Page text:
Predicting Tree Failure
Written by: Rick Abrahamson
Stem girdling roots (SGRs) grow in contact with tree or shrub stems. This girdling causes a
restriction on the stem compressing the xylem and phloem within the stem making it very
difficult for the tree to move water and sap from the roots to the crown and vice versa. In
addition to problems associated with translocation of water and sap in the tree SGRs create a
weakness in the stem that worsens each year.
SGRs create a depression in the stem similar to placing a rubber band on a balloon and inflating.
The rubber band restricts how the balloon can stretch causing a depressed area. The area above
and below the SGR will enlarge and may even "grow over" the constricted area, however, the
damage is still there and the tree may break even in a mild wind.
Tree decline is a term professionals use to describe why a tree is dying without really knowing
what is causing the problem. Often, trees in decline have experienced long-term drought,
repeated defoliation, SGRs, or other factors that cause a reduction in the trees normal reserves of
chemical energy. When the reserves are depleted the tree can have difficulty in leafing out in the
spring and dealing with the harsh realities of urban life in the landscape. Eventually, the tree will
have difficulties in capturing and storing (photosynthesis) additional energy reserves causing a
"decline spiral" to a certain premature death. The first symptoms observed when SGRs are
causing the decline may be leaf scorch or leaf wilting when other trees in the area are not
showing symptoms. Soon, a tree with an SGR may exhibit early fall coloration, early leaf drop
or slow leaf-out in the spring.
Research has shown that many declining and failed trees are the result of SGRs. The University
of Minnesota concluded that 80.2 percent of 220 trees in decline, SGRs were the only causal
agent. These trees had significant stem compression and had been planted 12 to 20 years earlier.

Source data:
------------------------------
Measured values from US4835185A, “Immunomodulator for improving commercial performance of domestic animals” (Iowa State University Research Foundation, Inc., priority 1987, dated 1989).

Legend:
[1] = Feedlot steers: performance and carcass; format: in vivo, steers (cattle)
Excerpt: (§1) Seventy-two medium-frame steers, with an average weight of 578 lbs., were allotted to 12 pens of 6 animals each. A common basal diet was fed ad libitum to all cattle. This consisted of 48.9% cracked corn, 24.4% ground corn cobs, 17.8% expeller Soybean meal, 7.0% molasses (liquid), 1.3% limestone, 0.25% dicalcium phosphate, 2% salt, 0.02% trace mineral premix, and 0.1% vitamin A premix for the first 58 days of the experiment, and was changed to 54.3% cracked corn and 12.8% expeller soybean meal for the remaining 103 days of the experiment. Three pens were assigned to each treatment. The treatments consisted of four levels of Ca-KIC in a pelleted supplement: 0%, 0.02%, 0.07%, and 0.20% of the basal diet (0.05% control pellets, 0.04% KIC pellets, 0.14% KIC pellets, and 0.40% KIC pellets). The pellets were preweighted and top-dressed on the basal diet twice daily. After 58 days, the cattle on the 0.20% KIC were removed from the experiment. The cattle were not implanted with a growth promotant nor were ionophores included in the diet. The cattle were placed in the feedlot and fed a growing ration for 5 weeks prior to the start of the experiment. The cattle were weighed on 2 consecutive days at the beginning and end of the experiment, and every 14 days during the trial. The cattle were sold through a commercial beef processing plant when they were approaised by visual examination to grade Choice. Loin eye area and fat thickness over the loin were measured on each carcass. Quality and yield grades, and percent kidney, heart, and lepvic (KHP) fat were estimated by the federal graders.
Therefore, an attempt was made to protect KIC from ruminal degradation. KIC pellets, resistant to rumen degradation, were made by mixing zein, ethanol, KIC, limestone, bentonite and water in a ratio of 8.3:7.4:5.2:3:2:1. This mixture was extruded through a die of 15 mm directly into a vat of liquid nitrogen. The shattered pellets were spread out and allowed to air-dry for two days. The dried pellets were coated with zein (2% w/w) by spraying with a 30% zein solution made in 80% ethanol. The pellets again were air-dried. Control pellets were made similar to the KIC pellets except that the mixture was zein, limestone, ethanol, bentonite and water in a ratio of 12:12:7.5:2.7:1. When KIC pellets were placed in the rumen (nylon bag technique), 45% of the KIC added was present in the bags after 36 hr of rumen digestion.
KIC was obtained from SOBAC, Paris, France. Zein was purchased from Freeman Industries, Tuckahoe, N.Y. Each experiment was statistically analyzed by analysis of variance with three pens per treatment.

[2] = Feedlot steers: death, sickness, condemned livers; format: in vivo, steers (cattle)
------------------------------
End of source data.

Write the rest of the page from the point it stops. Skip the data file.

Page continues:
They also found that trees planted too deeply or too much mulch placed over the roots
predisposed the tree to SGRs. During a study on wind damaged trees they concluded that
boulevard trees with 6 to 10 inch diameter trunks snapped off at compression points at a depth of
4 or more inches below the ground. Often the weather is blamed on tree failure which results in
the tree being hastily removed and replaced without regard to why the tree failed. In a study to
determine which trees are most often planted too deeply it was concluded that sugar maples are
almost always planted too deep while hackberry is least likely to be too deep.
The only question that remains is "what can be done about SGRs"? First and foremost don't
plant trees too deep. Assuming that trees in containers are already planted too deeply, remove
the extra soil and find the root mass. The root mass should be one inch below the soil surface.
Don't pile mulch against the trunk. Leave an area about three inches from the trunk. If you have
trees that you suspect may have SGRs investigate. Complete a root collar examination using a
trowel and a wet-dry vacuum, remove the soil until the root mass is found. If SGRs are found
remove them. If the roots are too deep do not replace the soil. If nothing is done the problem
will only get worse. If during the root collar exam you find sever compression of the stem it
might be best and safest to remove the tree and replant.
If you have questions about this article or other horticultural topics feel free to contact me at 605-
394-2188 or e-mail to firstname.lastname@example.org.